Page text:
Drukair refusing to fly an ailing Bhutanese passenger to Bangkok for treatment has been a subject of heated debate this entire week. The question that begs to be answered still is why did the captain take the decision he did that day.
Airlines have regulations like all workplaces do. But what is disturbing is how for a comfort of a few passengers an airline could devalue a life of a person in need of urgent medical attention.
This decision by the airline reflects poorly on the ethics and purpose of a vital communication mode that a landlocked and mountainous country is compelled to depend on. The patient and his family had to fly out for treatment because none could be had here, in the health facilities, at home.
If the airlines are there not to serve the needs of our own people, why are the airlines there at all? How and where do they find the possibility of it existence?
Maybe we are getting our priorities wrong. If the comfort of tourists is more important than the life of a passenger in need of immediate medical attention, Drukair should have made it clear that an individual with health problems cannot board the plane.
What we are made to understand by the recent incident is that Drukair is fit just for and rich and clean.
The justification that Drukair has given us today came a little too late, and the argument is too lame to say the least.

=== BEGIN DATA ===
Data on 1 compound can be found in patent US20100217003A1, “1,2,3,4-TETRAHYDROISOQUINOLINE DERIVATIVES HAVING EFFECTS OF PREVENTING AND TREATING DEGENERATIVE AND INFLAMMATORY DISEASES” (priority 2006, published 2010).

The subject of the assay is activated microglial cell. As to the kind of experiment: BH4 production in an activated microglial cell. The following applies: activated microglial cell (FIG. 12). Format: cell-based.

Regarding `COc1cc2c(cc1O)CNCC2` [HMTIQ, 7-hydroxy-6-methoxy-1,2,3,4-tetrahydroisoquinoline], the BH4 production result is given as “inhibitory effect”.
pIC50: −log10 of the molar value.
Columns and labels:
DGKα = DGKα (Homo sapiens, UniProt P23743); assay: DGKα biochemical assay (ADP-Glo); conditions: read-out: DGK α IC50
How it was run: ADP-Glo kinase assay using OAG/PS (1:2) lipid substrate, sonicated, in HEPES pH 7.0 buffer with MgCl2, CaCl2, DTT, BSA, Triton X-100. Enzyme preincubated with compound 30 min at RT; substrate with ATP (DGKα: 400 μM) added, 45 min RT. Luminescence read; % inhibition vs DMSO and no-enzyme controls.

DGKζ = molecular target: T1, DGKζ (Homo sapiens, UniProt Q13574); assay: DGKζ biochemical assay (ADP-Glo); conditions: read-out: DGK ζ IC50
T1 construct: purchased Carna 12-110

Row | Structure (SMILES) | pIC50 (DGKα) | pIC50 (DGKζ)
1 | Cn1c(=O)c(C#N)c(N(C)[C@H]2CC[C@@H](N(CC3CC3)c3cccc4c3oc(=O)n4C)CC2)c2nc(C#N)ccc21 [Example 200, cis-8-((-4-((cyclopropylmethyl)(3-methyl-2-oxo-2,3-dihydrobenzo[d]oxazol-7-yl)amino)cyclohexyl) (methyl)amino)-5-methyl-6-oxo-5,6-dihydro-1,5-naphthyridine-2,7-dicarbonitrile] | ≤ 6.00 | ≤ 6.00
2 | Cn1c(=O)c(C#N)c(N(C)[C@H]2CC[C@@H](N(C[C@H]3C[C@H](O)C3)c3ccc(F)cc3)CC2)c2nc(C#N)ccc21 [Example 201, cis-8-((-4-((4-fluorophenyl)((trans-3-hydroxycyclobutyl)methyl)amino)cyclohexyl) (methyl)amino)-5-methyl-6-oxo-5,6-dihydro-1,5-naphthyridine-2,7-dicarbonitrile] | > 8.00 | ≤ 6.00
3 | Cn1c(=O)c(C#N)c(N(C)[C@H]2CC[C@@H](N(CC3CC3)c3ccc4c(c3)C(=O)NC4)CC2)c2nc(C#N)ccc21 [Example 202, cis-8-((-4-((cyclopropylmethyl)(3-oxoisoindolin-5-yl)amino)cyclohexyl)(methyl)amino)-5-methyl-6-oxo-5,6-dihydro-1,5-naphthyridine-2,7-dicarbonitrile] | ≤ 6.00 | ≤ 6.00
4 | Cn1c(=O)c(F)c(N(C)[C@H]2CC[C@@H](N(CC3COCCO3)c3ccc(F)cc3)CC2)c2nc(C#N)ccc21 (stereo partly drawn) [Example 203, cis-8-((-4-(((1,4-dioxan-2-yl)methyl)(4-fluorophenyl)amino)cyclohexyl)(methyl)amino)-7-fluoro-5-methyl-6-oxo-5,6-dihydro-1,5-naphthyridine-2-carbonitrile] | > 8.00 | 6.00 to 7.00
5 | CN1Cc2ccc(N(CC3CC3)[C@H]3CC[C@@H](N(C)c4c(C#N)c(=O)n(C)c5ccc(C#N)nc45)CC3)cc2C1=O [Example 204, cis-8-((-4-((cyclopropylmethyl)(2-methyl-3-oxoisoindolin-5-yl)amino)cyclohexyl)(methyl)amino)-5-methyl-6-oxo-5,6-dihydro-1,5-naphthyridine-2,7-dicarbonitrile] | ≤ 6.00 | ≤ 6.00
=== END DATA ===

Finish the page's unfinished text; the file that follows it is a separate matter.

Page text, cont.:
What is worrying is that we are now hearing conflicting stories about the incident. Drukair’s press release, which came much later to us than it should have, told us that vote wasn’t held to either carry or de-board the passenger for the safety and comfort of the passengers onboard.
But the passengers had a different story to tell. Whatever the truth, which we might not be able to find out ever, the airline must own it that its duty is first to passengers with urgent medical needs as much as it is to provide comfort for others boarding the same flight.
According to aviation regulation, a captain can de-board any passenger if his or her presence can affect security, safety and comfort of other passengers without having to consult third party.
We understand that the captain of the flight had little choice. What now has become important is that the airlines could review their rules and regulations to allow them to serve both comfort-seeking travellers and those that are in need of medical emergency, especially in the context of landlocked country like ours where flights are the only mode of emergency transport.